They make their home in the New Mexican sands, but Sandia Man‘s sound is heavier than the airy fuzz rock that usually evokes cactus-laden landscapes. They call it “caveman rock,” and rightfully so. The thickened guitars and bass seem to lumber and drag their knuckles tonally on Sandia Man‘s self-titled full-length debut, a song like “The Crows” showing some traditional doom influence put in the desert context.
Whatever you want to call it, Sandia Man do it well, and the tracks on the LP have a kind of rough-hewn edge to them that seems to be born more of drunken nights at the bar than sunburn on the face. Opener “Skins of the Fathers” finds guitarist/vocalist Alan Edmonds reading from a Clive Barker story as an introduction, and it proves to be the perfect entree to the song, album and band as a whole. It’s a little over-the-top, a little quirky, and darker than you’d think.
Given that, it made sense to get in touch with Edmonds with six dumb questions about the origins, inner workings and habitat of his band. He was forthcoming — especially about the songwriting, as you’ll see — which is just further proof of the passion he brings to the development of Sandia Man. If they’re the cavemen, then the walls are covered in buffalo pictures and hieroglyphs waiting to be ciphered.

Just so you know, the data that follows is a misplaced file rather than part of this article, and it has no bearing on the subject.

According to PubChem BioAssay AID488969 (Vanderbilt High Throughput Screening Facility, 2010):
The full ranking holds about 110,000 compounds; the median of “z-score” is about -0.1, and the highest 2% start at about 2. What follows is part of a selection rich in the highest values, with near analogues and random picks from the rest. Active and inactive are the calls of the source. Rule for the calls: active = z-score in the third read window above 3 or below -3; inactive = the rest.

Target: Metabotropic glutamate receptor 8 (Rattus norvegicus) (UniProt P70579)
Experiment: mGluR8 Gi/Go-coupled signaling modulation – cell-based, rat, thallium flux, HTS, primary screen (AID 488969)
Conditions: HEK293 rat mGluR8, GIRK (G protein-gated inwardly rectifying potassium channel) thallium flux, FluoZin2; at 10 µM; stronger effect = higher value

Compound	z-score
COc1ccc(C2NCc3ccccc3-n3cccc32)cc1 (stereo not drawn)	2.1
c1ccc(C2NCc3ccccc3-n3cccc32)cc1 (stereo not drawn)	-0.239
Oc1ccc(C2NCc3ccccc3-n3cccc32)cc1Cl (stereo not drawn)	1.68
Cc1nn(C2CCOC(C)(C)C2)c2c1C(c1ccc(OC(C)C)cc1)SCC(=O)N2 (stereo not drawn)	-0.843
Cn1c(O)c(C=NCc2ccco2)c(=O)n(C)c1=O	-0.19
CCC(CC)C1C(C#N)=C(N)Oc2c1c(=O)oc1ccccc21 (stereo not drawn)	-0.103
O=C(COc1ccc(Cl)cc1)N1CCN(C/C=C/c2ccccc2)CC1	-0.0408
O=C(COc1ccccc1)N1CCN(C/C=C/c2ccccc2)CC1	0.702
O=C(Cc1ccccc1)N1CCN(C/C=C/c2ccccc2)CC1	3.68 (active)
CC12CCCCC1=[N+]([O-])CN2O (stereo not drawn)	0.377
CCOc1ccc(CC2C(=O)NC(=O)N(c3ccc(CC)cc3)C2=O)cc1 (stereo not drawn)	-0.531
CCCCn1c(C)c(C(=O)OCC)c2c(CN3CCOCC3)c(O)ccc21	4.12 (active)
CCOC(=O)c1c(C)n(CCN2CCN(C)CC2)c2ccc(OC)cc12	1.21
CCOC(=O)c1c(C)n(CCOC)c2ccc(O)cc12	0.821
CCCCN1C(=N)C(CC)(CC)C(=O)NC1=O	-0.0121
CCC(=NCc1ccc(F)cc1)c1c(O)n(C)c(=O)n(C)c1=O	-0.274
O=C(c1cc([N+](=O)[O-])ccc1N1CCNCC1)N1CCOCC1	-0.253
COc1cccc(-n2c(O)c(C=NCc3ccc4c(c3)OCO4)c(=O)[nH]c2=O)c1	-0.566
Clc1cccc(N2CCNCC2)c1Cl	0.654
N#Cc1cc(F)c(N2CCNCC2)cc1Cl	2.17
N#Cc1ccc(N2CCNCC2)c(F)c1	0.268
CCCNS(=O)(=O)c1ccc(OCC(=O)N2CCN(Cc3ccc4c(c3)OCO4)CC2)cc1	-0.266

Sandia Man is Edmonds, bassist Steven “Sven” Esterly and drummer Jon Knutson. Please enjoy the following Six Dumb Questions:
How did Sandia Man form after Devil Riding Shotgun ended in New Mexico? How soon after that did you start writing for the album?
Neb [Fixico, Devil Riding Shotgun vocalist/bassist] moved to Portland in ’08. He was the main songwriter, and he continued DRS up there with new personnel and our blessings. Jon and I kept on playing together and almost immediately came up with some cool ideas, so we started looking for a bassist when we had a few songs written.
Our quest was fruitless for what seemed like forever. We had just about given up on finding a bassist and were seriously considering going forward as a two-piece when Sven answered our ad on the local music boards, and he totally clicked, so we started working. He does double duty with his other band, Hate Planet, who he was already playing with when we met him.
Take me through the songwriting process for the album. How did the pieces come together and where did that brilliant bass part on “Plaguewind/Endtime Endgame” come from?
Generally, I write the lyrics and the guitar part, then Jon and Steve write their respective parts. We went into the studio with everything written and arranged except “Trog Stomp” and “Plaguewind.”
The last song, “Volcan,” was actually the first Sandia Man song written. I’d watched a show about super-volcanoes and wrote the lyrics to that one and combined them with some riffs Jon and I had been playing around with. The song “Sandia Man” was next, and it’s about our local caveman whose relics were found in a cave in the Sandia Mountains. It’s Sandia Man‘s life as I imagine it might have been, accompanied by some caveman riffs.